Five Tips To Help You Get Noticed

You don't need to climb a ladder and shout at the top of your lungs to get people to pay attention.
by Angel Constantino Aquino   |  Feb 27, 2010
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The Target: Your family
The Deal:
Your parents always praise the littlest things your brothers and sisters do, but they don't seem to see the big things you do. Even worse, you make a small mistake and you never hear the end of it.
Get Noticed:
If you aren't getting noticed for all the good things you're doing, such as all the effort you put into your studies, extracurricular activities, and housework, it's time to toot your own horn. If you got a good grade on a test, go up to your parents, and casually mention that the extra study time you put in really paid off. If you're heading a project you're really proud of, share it with your siblings and get them to join in. It's not about bragging—it's about bringing to light the great things you're already doing.

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The Target: Your friends
The Deal:
When someone in your barkada has a problem, whether it's as mundane as trying to find the perfect gimmick outfit or as big as their parents separating, you're always there to be a shoulder to cry on, a listening ear, and a helping hand. But when you're the one with the problem, everybody seems to tune out.
Get Noticed:
It's great that you're always there for your friends, but you've got to let them know your needs too. Don't wait for them to ask you what's wrong. Trust that when you talk to them about a problem, a dream you have, or a hobby you're passionate about, they will listen. If it's too daunting for you to share to the whole noisy group, try to talk to one or two friends at a time. Chances are, they'll be more than willing to give you the attention you need. 

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The Target: Your classmates
The Deal:
It's time for the intrams and your class is forming a group to join the dance competition. You know you can bust a move, but when the time comes to choose the participants, your classmates yell out their friends' names while your voice is lost in the din.
Get Noticed:
No matter what the event—a dance contest, a theater play, a debate, or an art competition—make sure people remember you and what you're good at. If you know you're a good dancer, talk to your classmates about your previous dance experiences and let them know you'd love to be part of the team. Be confident and assert yourself. Then, when it's time to choose a candidate, they'll be sure to ask you first.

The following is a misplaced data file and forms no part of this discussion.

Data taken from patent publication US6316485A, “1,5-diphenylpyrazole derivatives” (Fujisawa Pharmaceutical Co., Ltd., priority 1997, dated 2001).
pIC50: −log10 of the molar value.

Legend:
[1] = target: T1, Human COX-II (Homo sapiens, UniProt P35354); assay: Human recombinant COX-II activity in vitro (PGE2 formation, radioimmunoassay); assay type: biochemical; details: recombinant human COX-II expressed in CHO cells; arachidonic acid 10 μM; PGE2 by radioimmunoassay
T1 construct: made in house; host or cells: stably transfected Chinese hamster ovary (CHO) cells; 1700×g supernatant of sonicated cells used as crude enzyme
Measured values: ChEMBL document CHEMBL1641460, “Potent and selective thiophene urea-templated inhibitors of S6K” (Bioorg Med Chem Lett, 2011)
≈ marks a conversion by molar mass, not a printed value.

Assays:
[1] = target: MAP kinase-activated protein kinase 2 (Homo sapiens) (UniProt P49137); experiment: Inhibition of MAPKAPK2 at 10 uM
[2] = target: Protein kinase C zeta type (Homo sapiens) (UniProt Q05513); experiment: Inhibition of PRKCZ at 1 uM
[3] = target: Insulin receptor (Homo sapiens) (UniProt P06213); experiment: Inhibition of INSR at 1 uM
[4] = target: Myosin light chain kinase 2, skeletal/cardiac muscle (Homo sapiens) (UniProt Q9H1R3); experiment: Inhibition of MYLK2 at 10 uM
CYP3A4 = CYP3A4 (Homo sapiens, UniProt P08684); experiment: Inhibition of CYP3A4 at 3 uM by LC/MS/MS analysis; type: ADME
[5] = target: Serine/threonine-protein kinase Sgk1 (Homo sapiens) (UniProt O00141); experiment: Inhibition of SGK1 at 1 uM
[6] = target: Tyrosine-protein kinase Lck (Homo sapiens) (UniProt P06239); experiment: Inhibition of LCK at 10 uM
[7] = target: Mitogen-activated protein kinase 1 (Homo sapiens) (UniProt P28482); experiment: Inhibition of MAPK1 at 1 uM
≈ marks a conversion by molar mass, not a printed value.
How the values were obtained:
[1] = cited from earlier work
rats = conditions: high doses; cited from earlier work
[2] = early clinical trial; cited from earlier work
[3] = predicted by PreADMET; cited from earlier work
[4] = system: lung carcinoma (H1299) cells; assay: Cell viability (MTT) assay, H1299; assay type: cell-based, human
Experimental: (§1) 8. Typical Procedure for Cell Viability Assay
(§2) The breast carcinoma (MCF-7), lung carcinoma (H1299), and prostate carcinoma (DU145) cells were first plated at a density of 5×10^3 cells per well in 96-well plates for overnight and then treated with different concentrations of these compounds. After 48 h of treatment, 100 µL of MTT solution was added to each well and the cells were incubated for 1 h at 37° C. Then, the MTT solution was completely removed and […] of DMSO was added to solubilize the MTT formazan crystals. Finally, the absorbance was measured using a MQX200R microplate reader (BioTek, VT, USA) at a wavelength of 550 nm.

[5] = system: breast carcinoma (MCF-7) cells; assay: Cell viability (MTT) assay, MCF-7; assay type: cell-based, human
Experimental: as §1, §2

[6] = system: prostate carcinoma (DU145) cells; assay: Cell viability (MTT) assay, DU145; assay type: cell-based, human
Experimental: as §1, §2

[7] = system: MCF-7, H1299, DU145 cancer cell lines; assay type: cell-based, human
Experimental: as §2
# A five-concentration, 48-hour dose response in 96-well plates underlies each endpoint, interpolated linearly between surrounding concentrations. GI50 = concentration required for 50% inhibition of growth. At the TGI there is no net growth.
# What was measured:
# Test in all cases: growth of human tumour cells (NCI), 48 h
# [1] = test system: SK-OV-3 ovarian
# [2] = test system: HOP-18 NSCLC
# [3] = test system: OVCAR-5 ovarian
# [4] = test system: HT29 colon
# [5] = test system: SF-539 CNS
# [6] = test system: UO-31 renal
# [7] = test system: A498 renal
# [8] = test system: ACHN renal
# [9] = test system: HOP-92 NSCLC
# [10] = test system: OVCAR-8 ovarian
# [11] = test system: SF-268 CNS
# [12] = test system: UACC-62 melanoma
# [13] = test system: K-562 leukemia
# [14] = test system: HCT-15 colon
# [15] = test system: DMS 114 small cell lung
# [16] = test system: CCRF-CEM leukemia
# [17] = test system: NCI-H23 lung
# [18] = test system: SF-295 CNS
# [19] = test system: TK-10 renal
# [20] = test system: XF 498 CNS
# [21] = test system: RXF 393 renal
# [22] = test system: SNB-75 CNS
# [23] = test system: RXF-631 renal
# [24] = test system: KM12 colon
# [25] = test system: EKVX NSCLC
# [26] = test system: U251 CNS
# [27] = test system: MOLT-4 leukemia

The Target: Your crush
The Deal:
You know you're cute and talented enough but your crush always seems to just pass you by. You can't help but think, "Hello, am I invisible?"
Get Noticed:
Smile and make eye contact—it's the surest way to get him to notice you and let him know that you're a happy and confident person. Take interest in his activities—not only to be near him, but also to get to know him better and expand your horizons. When you've gathered enough courage, talk to him. Asking him a question is a good way to start a conversation. You can even compliment him or ask for his help. Speak your mind, but don't make it appear as if you know everything. Don't keep complaining either. Negativity pushes others away and will probably just turn him off. Of course, it's also a good idea to be well-groomed to make a lasting first impression.

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The Target: Your teachers
The Deal:
You never misbehave in class and you always submit your homework on time. But your teachers pay more attention to the popular and charming girls who appear smart but pass notes and don't listen!
Get Noticed:
Make an extra effort to stand out by speaking up in class and showing your teachers that you're trying to learn. Teachers love it when they get feedback from their students because it shows them that you are gaining something from their lectures. You can also put more effort into your assignments to make them stand out by checking the grammar and style of your papers and making your projects more visually appealing. When you have a group assignment, volunteer to be the leader. You can also ask your teacher for extra credit or consult with her about your grades. This shows her you care and will help her take notice!

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About the author
Angel Constantino Aquino
Former Managing Editor, Candy
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